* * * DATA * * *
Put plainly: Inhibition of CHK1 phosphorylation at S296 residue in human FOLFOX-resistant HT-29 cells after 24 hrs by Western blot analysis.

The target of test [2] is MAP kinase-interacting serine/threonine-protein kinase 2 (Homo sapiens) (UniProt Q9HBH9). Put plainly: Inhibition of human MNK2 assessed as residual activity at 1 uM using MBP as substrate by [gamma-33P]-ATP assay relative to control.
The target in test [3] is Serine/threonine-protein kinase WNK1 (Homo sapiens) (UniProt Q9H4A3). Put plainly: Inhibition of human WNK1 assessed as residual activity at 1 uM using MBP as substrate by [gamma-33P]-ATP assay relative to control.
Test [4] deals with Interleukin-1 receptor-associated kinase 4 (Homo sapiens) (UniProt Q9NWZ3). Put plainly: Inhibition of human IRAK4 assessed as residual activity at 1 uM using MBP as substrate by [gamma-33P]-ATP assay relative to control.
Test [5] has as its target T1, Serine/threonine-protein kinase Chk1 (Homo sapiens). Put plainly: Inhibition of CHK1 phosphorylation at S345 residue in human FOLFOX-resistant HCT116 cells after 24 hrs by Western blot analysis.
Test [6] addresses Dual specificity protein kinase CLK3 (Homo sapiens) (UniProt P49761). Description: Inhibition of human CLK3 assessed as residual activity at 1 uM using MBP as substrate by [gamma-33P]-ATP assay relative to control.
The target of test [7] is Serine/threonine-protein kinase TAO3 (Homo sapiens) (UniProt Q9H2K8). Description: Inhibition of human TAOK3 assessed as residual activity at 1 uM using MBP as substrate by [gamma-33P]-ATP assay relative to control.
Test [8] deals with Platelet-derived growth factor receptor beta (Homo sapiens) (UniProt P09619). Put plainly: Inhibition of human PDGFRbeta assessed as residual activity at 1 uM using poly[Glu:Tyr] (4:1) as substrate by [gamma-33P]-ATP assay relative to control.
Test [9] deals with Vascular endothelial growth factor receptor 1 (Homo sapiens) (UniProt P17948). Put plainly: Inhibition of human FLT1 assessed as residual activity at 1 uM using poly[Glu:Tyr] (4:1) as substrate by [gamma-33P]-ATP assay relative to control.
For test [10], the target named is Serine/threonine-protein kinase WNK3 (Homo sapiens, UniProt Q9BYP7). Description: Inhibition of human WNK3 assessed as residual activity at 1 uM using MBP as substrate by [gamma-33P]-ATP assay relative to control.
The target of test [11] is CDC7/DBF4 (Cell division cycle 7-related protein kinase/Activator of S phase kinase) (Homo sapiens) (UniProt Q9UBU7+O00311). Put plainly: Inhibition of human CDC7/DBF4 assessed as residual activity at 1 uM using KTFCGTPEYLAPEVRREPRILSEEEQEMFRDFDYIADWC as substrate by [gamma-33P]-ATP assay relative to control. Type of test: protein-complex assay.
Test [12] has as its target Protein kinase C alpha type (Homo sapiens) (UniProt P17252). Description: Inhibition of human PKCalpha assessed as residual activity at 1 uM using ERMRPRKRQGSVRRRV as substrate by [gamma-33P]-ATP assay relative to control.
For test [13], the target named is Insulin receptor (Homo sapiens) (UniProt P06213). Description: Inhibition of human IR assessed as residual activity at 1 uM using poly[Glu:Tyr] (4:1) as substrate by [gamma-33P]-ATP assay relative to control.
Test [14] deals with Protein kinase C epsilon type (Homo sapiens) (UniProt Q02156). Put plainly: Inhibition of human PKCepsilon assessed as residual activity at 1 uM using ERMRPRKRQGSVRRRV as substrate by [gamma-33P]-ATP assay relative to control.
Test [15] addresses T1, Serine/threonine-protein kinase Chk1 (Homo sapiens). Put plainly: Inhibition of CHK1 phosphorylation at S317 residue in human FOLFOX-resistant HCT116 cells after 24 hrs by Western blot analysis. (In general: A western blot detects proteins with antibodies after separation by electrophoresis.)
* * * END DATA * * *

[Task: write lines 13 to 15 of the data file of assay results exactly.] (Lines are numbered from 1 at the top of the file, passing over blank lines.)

For test [13], the target named is Insulin receptor (Homo sapiens) (UniProt P06213). Description: Inhibition of human IR assessed as residual activity at 1 uM using poly[Glu:Tyr] (4:1) as substrate by [gamma-33P]-ATP assay relative to control.
Test [14] deals with Protein kinase C epsilon type (Homo sapiens) (UniProt Q02156). Put plainly: Inhibition of human PKCepsilon assessed as residual activity at 1 uM using ERMRPRKRQGSVRRRV as substrate by [gamma-33P]-ATP assay relative to control.
Test [15] addresses T1, Serine/threonine-protein kinase Chk1 (Homo sapiens). Put plainly: Inhibition of CHK1 phosphorylation at S317 residue in human FOLFOX-resistant HCT116 cells after 24 hrs by Western blot analysis. (In general: A western blot detects proteins with antibodies after separation by electrophoresis.)